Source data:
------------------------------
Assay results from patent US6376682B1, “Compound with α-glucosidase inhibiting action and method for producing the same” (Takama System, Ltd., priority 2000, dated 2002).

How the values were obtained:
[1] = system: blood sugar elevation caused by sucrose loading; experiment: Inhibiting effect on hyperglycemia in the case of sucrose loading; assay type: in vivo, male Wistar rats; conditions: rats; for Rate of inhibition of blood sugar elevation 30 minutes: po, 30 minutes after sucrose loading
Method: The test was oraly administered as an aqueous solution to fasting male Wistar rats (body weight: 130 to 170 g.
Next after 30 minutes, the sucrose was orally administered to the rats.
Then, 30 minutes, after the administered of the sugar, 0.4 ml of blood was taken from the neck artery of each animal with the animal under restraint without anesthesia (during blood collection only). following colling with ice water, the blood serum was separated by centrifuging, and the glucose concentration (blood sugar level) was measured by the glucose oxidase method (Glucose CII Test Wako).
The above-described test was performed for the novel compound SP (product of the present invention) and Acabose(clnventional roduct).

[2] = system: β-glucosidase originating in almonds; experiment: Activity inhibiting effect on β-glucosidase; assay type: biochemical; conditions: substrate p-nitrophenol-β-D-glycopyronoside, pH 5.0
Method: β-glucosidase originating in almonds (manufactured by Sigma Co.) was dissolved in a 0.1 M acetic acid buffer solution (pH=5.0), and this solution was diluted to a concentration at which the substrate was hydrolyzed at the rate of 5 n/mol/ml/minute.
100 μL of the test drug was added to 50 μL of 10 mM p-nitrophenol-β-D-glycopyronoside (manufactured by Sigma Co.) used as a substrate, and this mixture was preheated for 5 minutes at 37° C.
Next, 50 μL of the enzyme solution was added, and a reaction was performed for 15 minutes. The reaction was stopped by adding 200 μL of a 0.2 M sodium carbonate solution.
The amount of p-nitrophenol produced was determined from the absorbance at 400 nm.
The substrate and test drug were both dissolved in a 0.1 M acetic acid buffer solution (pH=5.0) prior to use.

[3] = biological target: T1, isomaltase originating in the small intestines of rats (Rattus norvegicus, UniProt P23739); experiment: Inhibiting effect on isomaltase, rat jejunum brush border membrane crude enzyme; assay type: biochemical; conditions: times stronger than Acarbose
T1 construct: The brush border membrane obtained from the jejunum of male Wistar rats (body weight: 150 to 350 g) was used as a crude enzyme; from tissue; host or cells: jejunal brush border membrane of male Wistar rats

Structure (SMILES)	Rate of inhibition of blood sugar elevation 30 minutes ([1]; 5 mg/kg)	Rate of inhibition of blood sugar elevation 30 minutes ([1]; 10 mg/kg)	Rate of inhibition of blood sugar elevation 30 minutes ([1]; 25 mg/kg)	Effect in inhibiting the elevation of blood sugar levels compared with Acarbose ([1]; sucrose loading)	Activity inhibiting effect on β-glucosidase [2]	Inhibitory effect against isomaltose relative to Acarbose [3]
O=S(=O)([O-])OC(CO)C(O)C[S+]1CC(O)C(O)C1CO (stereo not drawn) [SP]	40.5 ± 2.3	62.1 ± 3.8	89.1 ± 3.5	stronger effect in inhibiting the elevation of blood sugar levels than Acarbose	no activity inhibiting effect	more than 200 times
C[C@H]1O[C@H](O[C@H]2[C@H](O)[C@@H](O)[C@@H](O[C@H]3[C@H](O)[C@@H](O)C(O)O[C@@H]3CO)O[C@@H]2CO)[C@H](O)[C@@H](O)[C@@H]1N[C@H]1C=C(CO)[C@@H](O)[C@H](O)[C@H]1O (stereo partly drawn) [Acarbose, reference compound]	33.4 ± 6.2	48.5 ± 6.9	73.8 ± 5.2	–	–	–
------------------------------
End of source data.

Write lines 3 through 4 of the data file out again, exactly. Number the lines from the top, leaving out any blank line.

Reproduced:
[1] = system: blood sugar elevation caused by sucrose loading; experiment: Inhibiting effect on hyperglycemia in the case of sucrose loading; assay type: in vivo, male Wistar rats; conditions: rats; for Rate of inhibition of blood sugar elevation 30 minutes: po, 30 minutes after sucrose loading
Method: The test was oraly administered as an aqueous solution to fasting male Wistar rats (body weight: 130 to 170 g.